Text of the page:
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The Measure of Merit:
Talents, Intelligence, and Inequality in the French and American Republics, 1750-1940
John Carson

Book Description | Table of Contents
Introduction [HTML] or [PDF format]

ADDITIONAL REVIEWS:

"Carson deftly shows that while opponents may disagree profoundly over the principle of affirmative action, they tend to agree that the debate is all about how to define merit. . . . Carson's historically based advice to tone down the rhetoric and stake out the common ground shared by the debate's participants is worth following."--Ian Dowbiggin, American Historical Review

"Carson's book undertakes the complex task of historicizing both the scientific and the political meanings attached to a set of terms that are difficult to define, internally unstable, and repeatedly contested but that nonetheless have entered into common parlance in consequential ways. Toward this end, he has written a clear and compelling history of methods of gauging human differences as they developed within two different scientific disciplines (anthropology and psychology), in two different national contexts, and across nearly two centuries. This is a daunting task, and The Measure of Merit is a very impressive achievement."--Leila Zenderland, Isis

"Carson tells this story with clarity and insight. . . . [H]is study is comparative history at its best and its message fundamental. Quantitative versus qualitative assessment of merit in education lies at the very heart of current national debates; the political choices made will profoundly affect our future."--Christopher H. Johnson, Journal of Interdisciplinary History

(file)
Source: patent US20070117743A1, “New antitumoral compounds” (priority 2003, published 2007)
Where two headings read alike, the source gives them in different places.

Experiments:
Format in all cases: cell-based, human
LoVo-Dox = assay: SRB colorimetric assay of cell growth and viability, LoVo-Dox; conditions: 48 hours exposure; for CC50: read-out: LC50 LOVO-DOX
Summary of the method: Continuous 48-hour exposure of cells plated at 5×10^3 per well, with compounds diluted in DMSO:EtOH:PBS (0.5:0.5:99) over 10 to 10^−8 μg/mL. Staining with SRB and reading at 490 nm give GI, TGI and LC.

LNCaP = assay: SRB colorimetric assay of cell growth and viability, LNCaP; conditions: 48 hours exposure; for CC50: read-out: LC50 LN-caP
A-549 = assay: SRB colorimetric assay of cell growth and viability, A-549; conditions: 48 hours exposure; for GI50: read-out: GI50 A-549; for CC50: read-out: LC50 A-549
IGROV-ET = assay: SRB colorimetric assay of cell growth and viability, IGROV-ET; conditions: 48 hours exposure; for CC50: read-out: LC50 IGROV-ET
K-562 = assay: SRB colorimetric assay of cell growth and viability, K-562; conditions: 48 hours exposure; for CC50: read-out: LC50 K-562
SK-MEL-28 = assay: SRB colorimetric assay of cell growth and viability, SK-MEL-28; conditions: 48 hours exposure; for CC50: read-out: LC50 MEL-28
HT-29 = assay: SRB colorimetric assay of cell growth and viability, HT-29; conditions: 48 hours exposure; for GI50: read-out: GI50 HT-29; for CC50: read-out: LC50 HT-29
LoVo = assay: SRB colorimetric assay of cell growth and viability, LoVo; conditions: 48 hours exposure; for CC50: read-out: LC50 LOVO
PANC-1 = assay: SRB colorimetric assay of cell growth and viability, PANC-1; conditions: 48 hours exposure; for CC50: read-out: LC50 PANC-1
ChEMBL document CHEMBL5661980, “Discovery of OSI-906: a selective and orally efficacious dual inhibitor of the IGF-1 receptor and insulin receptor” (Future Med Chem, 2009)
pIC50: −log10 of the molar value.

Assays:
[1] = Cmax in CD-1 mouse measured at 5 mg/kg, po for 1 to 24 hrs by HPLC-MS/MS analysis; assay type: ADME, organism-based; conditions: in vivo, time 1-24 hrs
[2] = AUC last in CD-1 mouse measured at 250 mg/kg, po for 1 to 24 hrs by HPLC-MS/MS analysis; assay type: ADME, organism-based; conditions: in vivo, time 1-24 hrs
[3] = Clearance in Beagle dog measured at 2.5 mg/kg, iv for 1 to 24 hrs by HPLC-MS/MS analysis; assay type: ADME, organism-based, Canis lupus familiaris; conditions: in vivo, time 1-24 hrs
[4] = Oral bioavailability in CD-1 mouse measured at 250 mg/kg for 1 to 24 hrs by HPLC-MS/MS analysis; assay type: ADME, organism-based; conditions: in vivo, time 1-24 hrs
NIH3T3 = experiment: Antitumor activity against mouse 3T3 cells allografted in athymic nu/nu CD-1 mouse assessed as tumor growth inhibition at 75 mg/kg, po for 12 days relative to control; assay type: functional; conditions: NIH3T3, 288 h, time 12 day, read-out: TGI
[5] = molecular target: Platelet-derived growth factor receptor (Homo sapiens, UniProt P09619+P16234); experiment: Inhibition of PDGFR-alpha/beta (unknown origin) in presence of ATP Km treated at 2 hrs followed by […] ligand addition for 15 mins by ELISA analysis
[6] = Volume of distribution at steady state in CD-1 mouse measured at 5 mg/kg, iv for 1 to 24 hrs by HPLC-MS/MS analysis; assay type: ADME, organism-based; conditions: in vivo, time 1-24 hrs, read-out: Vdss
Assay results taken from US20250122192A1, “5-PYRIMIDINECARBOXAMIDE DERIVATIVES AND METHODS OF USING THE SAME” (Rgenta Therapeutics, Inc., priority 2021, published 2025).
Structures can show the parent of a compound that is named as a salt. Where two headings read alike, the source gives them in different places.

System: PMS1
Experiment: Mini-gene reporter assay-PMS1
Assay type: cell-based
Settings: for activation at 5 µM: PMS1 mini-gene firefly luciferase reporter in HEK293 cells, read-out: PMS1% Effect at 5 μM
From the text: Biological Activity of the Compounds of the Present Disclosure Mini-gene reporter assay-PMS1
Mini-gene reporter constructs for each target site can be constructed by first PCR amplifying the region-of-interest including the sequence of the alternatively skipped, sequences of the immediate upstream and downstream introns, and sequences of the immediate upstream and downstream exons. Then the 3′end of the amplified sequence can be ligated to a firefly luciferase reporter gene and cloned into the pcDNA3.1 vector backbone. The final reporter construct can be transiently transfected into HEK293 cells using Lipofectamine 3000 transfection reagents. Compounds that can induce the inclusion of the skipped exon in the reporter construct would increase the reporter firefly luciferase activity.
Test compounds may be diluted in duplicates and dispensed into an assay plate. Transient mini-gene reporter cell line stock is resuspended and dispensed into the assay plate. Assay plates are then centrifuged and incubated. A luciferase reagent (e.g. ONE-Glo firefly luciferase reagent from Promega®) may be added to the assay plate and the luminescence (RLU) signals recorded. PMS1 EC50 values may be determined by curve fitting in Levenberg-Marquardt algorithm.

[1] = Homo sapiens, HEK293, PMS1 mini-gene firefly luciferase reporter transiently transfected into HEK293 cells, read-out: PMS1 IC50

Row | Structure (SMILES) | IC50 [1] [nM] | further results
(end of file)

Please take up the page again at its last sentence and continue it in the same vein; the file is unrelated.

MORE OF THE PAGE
"Meticulous and engaging."--Amy Slaton, Technology and Culture

"John Carson has written an ambitious, stimulating, and provocative book that is not afraid to advance big ideas. It is elegantly written and a pleasure to read. It will stimulate much discussion and argument among historians of American and French science."--George Weisz, Journal of Modern History

"This is a painstaking study which should deservedly take its place alongside the classics in the field."--David J. Bartholomew, Intelligence

"John Carson's deep and wide-ranging book gives a rich account of a concept that came to be quantified. It is exemplary for its alertness to the evolving meanings and changing patterns of usage of words like 'talents' and 'intelligence,' and still more for the ways it situates these ideas historically and shows how they were made to matter. . . . Within the complex and detailed exposition of Carson's book, there is an important story of historical developments on a grand scale, of the development of tools and concepts for measuring intelligence, and of the changing role of intellect in public life from the eighteenth-century Enlightenment to the Second World War."--Theodore M. Porter, Modern Intellectual History

ADDITIONAL ENDORSEMENTS:

"I know of no book on this topic which equals the scope, sophistication, and explanatory power of Carson's study. The Measure of Merit, by comparing the French and American debates over the meaning and measure of intelligence, underscores the historical accommodations and conflicts which lie behind that totemic concept."--Ken Alder, Northwestern University, author of Measure of All Things

"John Carson's wonderful book situates the idea of intelligence in relation to republican ideals of equality and self-improvement as well as medical doctrines of abnormality and biological ones of heredity. It is a fine work of intellectual history that goes beyond ideas to address measurement tools and clinical practices in France and the United States."--Theodore Porter, University of California, Los Angeles

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File created: 9/23/2014

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